Mami's Dulce De Leche Cortada (Sweet Cheese Curds) Recipe

April 17, 2014

As years fade into one another, I see my mom in a different light. She's no longer this super human who cures all boo-boos, can wipe my tears and calm my fears in one swift hug and has stunning aim with her chancleta, no matter the distance. She's a woman who's aging, who's body is starting to fail her, but still has exquisite aim with her chancleta. The realization that my time with her won't last forever becomes clearer to me with each passing day. With that sad realization comes the fact that I want to desperately, somehow, hold on to the things that made me cherish my childhood. One of those things is my mom's cooking, but like many Hispanic mom's there's no set recipe. It's a little of this, un poco de esto, bastante de aquello. There's no science to my mother's delicious culinary madness. However, little by little I am getting the recipes or as close as I can get to a set recipe. I'll be posting them here, but to be perfectly honest, I am posting them here more for me than for you.

I was able to get her mojo recipe a while back and after forgetting to put away a new gallon of milk, I got my mom's recipe for Dulce De Leche Cortada. In essence, it's sweetened cheese curds and it's glorious. I confess that when I was little I would sneak out of my bed in the middle of the night and take the milk out of the fridge on purpose. In the morning, the milk would be spoiled and in an effort not to waste the milk my mom would make this dessert. I've never told my mom about this, it's never been discussed and to this day I still don't know if she realizes I was the one behind the spoiled milk almost 2-3 times a month. I assume that she must know and perhaps never confronted me because it would put a damper on our bonding time. Making the dulce de leche was always fun because neither my mom nor I could resist taste-testing while it cooked. We would catch each other digging into the giant pot and giggle, always reminding one another we had to be sure to leave at least a little bit for my dad.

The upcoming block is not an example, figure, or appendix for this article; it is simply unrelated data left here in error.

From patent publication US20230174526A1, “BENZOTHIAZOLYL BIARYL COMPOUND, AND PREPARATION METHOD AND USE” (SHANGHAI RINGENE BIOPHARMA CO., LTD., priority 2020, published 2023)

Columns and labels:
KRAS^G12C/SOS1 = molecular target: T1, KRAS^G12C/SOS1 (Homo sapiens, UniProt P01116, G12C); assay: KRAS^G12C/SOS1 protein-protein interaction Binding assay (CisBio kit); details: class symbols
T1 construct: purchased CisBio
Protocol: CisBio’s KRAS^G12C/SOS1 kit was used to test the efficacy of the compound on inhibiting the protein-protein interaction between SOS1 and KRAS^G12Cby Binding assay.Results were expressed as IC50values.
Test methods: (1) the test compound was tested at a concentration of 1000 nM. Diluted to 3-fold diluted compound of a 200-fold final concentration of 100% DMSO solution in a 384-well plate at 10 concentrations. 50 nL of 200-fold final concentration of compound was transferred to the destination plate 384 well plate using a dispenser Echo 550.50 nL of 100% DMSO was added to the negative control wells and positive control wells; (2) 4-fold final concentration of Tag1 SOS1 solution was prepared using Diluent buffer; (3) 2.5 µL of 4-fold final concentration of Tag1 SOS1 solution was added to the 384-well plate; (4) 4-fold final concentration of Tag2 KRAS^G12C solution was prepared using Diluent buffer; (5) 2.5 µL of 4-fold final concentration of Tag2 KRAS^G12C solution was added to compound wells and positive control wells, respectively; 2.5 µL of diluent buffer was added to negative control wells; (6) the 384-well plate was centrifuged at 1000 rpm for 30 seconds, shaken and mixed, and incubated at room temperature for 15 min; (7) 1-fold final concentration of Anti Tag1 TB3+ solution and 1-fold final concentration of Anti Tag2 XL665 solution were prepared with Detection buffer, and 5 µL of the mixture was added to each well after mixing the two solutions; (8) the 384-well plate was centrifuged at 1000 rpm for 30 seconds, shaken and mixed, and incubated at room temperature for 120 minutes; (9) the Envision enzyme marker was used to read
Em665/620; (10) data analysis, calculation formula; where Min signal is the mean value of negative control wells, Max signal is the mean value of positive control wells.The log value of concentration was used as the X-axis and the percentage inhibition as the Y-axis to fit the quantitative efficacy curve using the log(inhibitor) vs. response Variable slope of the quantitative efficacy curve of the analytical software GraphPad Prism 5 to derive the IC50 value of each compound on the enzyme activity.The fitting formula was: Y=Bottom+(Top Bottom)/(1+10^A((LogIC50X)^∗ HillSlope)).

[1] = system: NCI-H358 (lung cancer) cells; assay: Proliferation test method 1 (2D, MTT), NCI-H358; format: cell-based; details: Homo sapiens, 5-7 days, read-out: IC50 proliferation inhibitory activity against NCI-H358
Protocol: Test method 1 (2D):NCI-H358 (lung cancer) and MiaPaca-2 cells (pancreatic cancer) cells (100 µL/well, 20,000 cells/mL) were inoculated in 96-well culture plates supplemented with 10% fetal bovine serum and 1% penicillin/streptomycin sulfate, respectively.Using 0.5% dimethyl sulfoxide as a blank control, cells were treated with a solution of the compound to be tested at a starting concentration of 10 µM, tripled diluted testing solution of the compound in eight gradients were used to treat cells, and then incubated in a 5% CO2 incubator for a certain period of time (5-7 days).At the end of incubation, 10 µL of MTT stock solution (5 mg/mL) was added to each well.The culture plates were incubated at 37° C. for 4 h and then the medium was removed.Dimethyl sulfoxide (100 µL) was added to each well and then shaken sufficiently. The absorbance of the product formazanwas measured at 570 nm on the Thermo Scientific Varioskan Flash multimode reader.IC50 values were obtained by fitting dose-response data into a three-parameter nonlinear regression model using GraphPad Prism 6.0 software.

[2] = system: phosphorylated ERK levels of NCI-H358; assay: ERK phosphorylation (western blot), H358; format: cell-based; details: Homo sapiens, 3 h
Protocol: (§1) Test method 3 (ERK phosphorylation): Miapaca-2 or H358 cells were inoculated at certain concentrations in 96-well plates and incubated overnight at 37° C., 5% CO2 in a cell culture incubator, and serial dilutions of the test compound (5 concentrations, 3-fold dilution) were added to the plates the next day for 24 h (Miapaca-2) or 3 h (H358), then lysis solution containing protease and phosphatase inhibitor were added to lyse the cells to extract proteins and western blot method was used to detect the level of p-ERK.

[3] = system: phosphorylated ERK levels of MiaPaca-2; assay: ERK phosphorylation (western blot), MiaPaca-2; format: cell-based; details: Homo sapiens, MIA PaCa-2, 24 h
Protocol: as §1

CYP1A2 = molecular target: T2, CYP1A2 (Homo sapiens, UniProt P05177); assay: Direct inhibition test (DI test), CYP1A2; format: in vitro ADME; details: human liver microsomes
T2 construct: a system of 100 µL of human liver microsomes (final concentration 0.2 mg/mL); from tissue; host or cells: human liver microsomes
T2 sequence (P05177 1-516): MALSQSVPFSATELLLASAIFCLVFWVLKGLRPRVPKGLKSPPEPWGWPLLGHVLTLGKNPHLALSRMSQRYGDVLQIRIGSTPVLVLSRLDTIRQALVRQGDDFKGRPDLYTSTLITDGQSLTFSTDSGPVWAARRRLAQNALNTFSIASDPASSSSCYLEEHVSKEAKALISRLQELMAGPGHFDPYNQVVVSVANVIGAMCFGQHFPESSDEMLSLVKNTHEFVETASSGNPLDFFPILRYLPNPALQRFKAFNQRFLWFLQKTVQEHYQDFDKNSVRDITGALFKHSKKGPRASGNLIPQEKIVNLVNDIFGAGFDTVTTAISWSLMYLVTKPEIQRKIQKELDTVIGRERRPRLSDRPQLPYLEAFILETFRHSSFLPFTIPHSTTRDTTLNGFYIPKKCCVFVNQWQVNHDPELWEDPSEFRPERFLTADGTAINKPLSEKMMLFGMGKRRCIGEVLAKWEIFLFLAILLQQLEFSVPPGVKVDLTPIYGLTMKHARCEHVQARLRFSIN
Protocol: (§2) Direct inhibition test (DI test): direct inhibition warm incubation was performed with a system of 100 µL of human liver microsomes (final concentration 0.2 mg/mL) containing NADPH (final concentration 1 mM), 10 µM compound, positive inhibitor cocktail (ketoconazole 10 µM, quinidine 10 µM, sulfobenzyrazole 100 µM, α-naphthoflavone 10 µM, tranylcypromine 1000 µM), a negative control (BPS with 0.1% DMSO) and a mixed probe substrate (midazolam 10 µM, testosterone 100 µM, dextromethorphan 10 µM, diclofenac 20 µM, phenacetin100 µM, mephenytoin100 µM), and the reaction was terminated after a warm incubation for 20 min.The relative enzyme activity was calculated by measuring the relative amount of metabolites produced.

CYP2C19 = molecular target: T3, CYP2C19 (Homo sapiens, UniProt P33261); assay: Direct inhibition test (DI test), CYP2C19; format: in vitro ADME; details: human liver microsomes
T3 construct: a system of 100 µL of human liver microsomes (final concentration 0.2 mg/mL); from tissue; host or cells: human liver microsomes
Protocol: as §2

Alright, enough emo semantics, lets get on with the recipe. You'll need:

- 1 gallon of whole milk that has been left out overnight
- The zest of one lemon
- Juice of one lemon
- 1 large cinnamon stick (or 2 medium sized sticks)
- 1 teaspoon of salt
- 1/2 teaspoon of vanilla extract
- 2 1/2 cups of sugar

Get a large pot and pour into it the sour milk, the zest, lemon juice and cinnamon stick. Set on medium heat until it begins to simmer. You should start to see the milk begin to separate from the whey in just a few minutes of cooking, this means things are going well!

Pour in the salt, vanilla extract and sugar then gently stir to make sure it is all incorporated. Leave on medium heat for 40 minutes and then bring down to low heat. Stir occasionally and gently in order to not destroy the curds. This will continue to cook for about 1 1/2 - 2 hours, until the curds become golden in color and about half the whey has evaporated leaving a sweet syrup. Some people like the dulce de leche to be a rich amber color, if that's the case let it cook for a bit longer til you reach the desired color.

This can burn rather easily, so the pot requires consistent checking to ensure the bottom doesn't burn.  Once done, place the entire contents of the pot in a seal tight container and refrigerate. It will be good in the refrigerator for about a week.


  1. You got the chancleta too, Boo? My apologies.

  2. I am trying this recipe as I write, but I want to thank you for the touching words about the relationship of culture, family and food. It hit home with me because I never cooked until my mother became ill. I was able to sit with her and write all her Cuban recipes,.... But having never cooked until then, I didn't know what questions to ask. The punches and dashes were way to vague for me. Thank you for your Cuban recipes!

  3. Hey I came across your post searching for the what Cubans really call this dessert- my mom and others all have diff names: burula, buruga, boruguitas- just curious what you all call it!